Cowboy lessons help wounded soldiers overcome the physical and mental toll of war
Servicemen and women learn how to ride Western style, as well as how to herd on a rangeCourse boosts confidence and gives soldiers the time to think about their futures
11:01 GMT, 20 August 2012
A horse riding charity is helping wounded British soldiers to cope with their injuries – by teaching them cowboy skills.
They invited servicemen and women coping with amputated limbs or psychological problems after serving in a war zone to spend a few weeks in the beautiful surroundings of Aboyne, Aberdeenshire.
During the course they learn how to
ride Western style, as well as how to herd on a range. They also receive adventure training and bush craft skills.
The horses help them to increase their mobility as well as providing a therapeutic benefit.
Serving Paratrooper Scott Meenagh works with an American Quarter Horse on June 28, 2012
Former Royal Marine Vince Manley lost both his legs in Iraq in 2006. He had served in Northern Ireland and Sierra Leone
The founders of Horseback UK, Jock and Emma Hutchison, said their courses gave soldiers re-found confidence and a more positive outlook on their futures.
They started the charity three years ago and their team includes some ex-military volunteers. They use American Quarter hoses, which are known for their calm temperaments.
Mr Hutchison said the courses gave people time to consider what they wanted to do next.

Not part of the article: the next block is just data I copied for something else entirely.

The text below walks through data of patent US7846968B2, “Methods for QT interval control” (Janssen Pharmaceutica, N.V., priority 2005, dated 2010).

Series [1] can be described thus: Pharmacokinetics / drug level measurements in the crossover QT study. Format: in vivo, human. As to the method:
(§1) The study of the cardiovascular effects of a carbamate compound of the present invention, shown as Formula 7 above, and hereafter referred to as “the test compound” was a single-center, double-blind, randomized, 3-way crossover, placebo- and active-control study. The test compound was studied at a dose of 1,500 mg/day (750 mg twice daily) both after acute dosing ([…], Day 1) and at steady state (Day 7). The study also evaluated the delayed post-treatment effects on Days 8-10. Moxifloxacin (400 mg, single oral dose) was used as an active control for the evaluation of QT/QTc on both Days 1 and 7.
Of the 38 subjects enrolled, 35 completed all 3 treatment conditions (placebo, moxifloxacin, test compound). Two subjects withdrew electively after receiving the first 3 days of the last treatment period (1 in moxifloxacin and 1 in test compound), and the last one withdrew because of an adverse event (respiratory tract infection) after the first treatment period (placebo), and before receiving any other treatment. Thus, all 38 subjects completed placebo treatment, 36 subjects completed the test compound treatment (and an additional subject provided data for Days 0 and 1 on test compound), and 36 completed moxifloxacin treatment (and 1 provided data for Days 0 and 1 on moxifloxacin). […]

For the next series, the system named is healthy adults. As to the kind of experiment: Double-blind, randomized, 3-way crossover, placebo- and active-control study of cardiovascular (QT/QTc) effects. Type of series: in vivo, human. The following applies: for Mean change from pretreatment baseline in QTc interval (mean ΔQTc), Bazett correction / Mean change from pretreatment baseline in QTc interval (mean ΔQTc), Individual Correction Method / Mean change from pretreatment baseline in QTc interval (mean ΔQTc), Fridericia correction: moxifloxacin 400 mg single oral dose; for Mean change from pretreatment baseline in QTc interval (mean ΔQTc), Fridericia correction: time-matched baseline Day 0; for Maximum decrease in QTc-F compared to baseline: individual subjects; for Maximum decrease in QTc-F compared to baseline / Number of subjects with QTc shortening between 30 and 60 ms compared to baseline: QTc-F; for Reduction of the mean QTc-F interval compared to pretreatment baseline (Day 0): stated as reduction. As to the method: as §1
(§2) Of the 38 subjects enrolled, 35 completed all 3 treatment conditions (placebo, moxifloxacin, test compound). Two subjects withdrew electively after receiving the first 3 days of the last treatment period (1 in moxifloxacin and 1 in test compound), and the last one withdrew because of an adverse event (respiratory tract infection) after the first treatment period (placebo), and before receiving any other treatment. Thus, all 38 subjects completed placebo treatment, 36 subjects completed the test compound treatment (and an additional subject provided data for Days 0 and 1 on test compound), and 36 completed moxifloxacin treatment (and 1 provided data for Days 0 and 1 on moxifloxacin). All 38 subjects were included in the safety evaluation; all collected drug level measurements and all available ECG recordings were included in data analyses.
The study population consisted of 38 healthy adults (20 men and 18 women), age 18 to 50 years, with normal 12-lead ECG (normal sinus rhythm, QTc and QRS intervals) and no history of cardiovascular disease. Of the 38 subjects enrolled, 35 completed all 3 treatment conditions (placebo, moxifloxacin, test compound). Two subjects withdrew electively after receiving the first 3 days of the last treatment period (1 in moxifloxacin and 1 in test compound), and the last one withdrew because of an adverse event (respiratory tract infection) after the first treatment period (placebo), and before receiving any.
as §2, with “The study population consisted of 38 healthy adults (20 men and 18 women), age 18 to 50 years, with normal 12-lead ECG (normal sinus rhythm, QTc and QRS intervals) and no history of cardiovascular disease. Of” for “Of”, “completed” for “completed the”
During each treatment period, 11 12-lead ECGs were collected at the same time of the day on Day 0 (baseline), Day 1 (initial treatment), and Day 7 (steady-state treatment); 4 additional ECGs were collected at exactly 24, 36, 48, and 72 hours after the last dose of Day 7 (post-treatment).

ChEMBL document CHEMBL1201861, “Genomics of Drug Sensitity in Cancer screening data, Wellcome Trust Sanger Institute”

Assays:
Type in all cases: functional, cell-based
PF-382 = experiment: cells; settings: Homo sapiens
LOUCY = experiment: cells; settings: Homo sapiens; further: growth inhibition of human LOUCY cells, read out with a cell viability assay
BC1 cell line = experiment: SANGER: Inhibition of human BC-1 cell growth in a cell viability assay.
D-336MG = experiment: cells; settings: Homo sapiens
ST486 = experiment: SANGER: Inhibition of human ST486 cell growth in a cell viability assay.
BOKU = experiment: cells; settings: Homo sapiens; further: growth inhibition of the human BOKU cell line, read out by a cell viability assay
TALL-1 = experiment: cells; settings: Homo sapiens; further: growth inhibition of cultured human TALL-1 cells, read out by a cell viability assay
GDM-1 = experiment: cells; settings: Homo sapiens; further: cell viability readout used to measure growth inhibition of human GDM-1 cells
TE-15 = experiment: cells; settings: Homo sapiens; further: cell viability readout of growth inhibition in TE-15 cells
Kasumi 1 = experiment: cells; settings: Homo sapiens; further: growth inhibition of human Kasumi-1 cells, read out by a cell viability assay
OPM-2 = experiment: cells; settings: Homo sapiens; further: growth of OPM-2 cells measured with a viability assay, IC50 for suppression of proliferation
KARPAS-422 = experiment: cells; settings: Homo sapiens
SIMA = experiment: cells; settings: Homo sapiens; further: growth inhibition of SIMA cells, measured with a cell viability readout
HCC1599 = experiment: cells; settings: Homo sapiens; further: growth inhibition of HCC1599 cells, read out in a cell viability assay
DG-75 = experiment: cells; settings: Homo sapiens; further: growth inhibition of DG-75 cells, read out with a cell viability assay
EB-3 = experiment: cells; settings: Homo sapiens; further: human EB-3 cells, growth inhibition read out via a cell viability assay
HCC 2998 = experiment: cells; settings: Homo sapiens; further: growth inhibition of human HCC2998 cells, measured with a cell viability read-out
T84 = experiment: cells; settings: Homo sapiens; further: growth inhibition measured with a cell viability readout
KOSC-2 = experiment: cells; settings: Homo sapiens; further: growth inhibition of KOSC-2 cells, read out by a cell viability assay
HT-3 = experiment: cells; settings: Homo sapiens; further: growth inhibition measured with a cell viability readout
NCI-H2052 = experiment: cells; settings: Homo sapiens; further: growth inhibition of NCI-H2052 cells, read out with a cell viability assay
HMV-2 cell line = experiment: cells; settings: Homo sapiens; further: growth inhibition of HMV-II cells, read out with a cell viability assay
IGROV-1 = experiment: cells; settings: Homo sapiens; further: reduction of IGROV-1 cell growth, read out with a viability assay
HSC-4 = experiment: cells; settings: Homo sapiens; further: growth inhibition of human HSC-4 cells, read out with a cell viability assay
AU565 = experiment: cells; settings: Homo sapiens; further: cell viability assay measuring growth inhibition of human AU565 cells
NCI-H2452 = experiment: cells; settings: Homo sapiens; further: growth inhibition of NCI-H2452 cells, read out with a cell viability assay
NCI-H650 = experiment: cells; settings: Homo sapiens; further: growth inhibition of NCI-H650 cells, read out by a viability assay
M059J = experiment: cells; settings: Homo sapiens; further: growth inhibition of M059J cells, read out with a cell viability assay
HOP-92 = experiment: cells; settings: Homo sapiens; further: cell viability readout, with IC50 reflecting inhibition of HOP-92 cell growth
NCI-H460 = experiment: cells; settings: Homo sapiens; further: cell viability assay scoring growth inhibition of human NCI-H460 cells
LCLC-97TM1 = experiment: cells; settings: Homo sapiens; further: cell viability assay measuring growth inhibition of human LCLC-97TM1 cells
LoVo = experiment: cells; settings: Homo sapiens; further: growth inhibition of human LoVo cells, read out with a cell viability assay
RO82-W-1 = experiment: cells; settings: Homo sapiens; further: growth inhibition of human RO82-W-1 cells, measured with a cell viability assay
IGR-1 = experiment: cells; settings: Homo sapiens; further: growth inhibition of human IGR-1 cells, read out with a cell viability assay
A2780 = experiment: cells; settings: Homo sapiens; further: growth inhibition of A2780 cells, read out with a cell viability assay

A recent attendee was Pte
Scott Meenagh, of the Parachute Regiment, who lost both legs after
stepping on an improvised explosive device in Afghanistan in 2011.
The 23-year-old's friend and colleague
was killed trying to reach him, but despite the tragedy Mr Meenagh has
taken up several sports including ice hocked and sailing to raise money for veterans.
Equine therapy: Former Royal Marine Vince Manley (left) and Andy Harrold, formerly of the RAF (right)
Former Royal Marine, Jock Hutchison set up Horseback UK with his wife Emma
Testimonials on the website revealed that working with horses had helped many come to terms with post-traumatic stress disorder.
Another course attendee said: 'I have learnt that I am stubborn but determined and still able to
learn. I can laugh again and know what fun is. I thank you so much for
this chance as I now realise I am not on the scrap heap and have a
chance at life again.'
For more information about HorseBack UK visit http://www.horseback.org.uk/